Don’t Be Lured Into Spending By Supermarket Vouchers

Written by Karen Bryan

Despite cautioning about the temptation to spend money to save money, sometimes I still succumb to the lure of supermarket vouchers.

When I filled up the car at Sainsbury’s, I received two Nectar vouchers. One for triple Nectar points on my next Sainsbury’s shop within the following three weeks. The other offered 8p a litre off the price of fuel, if I spent a minimum of £15 at Tui (Sainsbury’s clothing brand).

I was tempted by the Tui fuel offer. I reckoned that I usually put around 40 litres of diesel in my car, so 8p off a litre would equate to a saving of around £3.20 at my next visit to fill up the car.

I hardly do any food shopping at Sainsbury’s, as I find it rather expensive. But I do like the Tui clothing range, and buy most of my clothes there. Most of the time the clothes which I buy are half price, but on occasion I manage to get an additional 25% off during weekend promotions.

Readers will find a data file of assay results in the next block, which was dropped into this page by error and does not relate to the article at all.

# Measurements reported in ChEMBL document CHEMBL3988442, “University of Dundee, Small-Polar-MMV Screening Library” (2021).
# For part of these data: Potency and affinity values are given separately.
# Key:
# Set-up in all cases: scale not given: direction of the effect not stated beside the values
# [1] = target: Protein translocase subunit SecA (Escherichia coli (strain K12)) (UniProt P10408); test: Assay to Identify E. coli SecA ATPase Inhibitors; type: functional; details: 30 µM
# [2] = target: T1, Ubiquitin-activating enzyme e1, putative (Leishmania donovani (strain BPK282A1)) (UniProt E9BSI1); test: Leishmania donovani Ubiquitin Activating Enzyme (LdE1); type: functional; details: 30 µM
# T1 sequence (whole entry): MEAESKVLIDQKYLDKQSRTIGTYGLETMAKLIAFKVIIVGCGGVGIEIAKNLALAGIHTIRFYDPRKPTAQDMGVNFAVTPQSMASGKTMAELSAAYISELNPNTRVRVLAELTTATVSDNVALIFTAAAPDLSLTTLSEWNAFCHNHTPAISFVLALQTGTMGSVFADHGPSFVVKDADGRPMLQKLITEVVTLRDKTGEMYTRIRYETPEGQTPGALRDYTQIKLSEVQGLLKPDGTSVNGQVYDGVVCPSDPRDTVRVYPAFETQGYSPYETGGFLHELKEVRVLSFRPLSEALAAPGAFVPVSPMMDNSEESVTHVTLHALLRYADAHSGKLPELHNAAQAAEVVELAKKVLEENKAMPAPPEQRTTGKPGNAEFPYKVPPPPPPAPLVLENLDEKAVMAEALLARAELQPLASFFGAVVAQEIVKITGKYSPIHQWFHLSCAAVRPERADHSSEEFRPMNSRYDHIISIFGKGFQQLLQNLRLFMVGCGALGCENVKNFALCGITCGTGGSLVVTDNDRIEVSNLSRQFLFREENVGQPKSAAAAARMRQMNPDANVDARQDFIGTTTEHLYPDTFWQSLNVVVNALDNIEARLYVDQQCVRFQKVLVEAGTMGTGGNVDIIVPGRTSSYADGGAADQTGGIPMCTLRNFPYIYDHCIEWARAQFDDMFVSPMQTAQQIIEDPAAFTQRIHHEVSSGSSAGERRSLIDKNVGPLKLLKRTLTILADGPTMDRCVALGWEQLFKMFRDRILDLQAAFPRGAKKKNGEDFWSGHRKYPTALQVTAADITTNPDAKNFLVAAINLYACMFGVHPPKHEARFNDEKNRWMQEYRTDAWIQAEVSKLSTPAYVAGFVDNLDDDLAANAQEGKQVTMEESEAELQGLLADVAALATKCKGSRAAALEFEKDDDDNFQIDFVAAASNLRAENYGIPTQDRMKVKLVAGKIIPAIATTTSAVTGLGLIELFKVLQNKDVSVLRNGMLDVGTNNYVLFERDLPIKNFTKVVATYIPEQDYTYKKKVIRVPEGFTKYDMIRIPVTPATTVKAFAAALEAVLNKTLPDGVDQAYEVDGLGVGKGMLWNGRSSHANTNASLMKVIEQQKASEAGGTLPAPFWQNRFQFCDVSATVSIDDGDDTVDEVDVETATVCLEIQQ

As I was at a bit of a loose end on the final Sunday on which the Tui voucher was valid, I decided to pop into Sainsbury’s on my way back from a walk, to see if there were any clothes which I fancied.I found a really pretty colourful summer skirt reduced from £22 to £11. I also spotted two pairs of earrings, both reduced from £5 to £2. Now that was me up to the £15 Tui spend required to qualify for the 8p a litre off my next purchase of fuel within the following two weeks.

Now the question is did a really need another skirt and two pairs of earrings?

Well, maybe I could justify the skirt, as I only have two other summer skirts in my wardrobe.  But I already have dozens of pairs of earrings. I suppose that I can tell myself that the earrings were almost paid for the money off fuel offer. Then the triple Nectar points are worth a few more pence.

But if I’m honest I need to admit that I was lured into spending money to save money by that Sainsbury’s voucher.